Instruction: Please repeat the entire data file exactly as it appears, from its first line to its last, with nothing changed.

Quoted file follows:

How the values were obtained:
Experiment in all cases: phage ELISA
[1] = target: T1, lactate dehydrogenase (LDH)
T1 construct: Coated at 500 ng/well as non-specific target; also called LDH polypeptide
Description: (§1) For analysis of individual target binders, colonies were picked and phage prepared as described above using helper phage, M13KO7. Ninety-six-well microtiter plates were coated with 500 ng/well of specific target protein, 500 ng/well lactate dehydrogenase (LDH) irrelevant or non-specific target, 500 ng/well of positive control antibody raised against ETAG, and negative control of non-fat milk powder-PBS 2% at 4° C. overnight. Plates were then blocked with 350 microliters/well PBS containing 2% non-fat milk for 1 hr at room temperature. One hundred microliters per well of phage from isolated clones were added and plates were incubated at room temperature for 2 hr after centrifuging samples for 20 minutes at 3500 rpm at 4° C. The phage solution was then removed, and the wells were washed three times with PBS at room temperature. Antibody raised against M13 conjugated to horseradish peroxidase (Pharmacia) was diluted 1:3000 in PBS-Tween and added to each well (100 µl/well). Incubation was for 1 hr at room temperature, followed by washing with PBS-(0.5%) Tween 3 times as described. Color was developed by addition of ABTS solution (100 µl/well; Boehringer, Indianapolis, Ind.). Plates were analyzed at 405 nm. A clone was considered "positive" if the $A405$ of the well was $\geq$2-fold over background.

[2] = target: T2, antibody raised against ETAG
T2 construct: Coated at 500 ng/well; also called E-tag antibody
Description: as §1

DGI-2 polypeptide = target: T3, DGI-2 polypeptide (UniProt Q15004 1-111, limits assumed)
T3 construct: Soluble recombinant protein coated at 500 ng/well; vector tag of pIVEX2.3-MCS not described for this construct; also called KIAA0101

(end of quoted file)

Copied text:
How the values were obtained:
Experiment in all cases: phage ELISA
[1] = target: T1, lactate dehydrogenase (LDH)
T1 construct: Coated at 500 ng/well as non-specific target; also called LDH polypeptide
Description: (§1) For analysis of individual target binders, colonies were picked and phage prepared as described above using helper phage, M13KO7. Ninety-six-well microtiter plates were coated with 500 ng/well of specific target protein, 500 ng/well lactate dehydrogenase (LDH) irrelevant or non-specific target, 500 ng/well of positive control antibody raised against ETAG, and negative control of non-fat milk powder-PBS 2% at 4° C. overnight. Plates were then blocked with 350 microliters/well PBS containing 2% non-fat milk for 1 hr at room temperature. One hundred microliters per well of phage from isolated clones were added and plates were incubated at room temperature for 2 hr after centrifuging samples for 20 minutes at 3500 rpm at 4° C. The phage solution was then removed, and the wells were washed three times with PBS at room temperature. Antibody raised against M13 conjugated to horseradish peroxidase (Pharmacia) was diluted 1:3000 in PBS-Tween and added to each well (100 µl/well). Incubation was for 1 hr at room temperature, followed by washing with PBS-(0.5%) Tween 3 times as described. Color was developed by addition of ABTS solution (100 µl/well; Boehringer, Indianapolis, Ind.). Plates were analyzed at 405 nm. A clone was considered "positive" if the $A405$ of the well was $\geq$2-fold over background.

[2] = target: T2, antibody raised against ETAG
T2 construct: Coated at 500 ng/well; also called E-tag antibody
Description: as §1

DGI-2 polypeptide = target: T3, DGI-2 polypeptide (UniProt Q15004 1-111, limits assumed)
T3 construct: Soluble recombinant protein coated at 500 ng/well; vector tag of pIVEX2.3-MCS not described for this construct; also called KIAA0101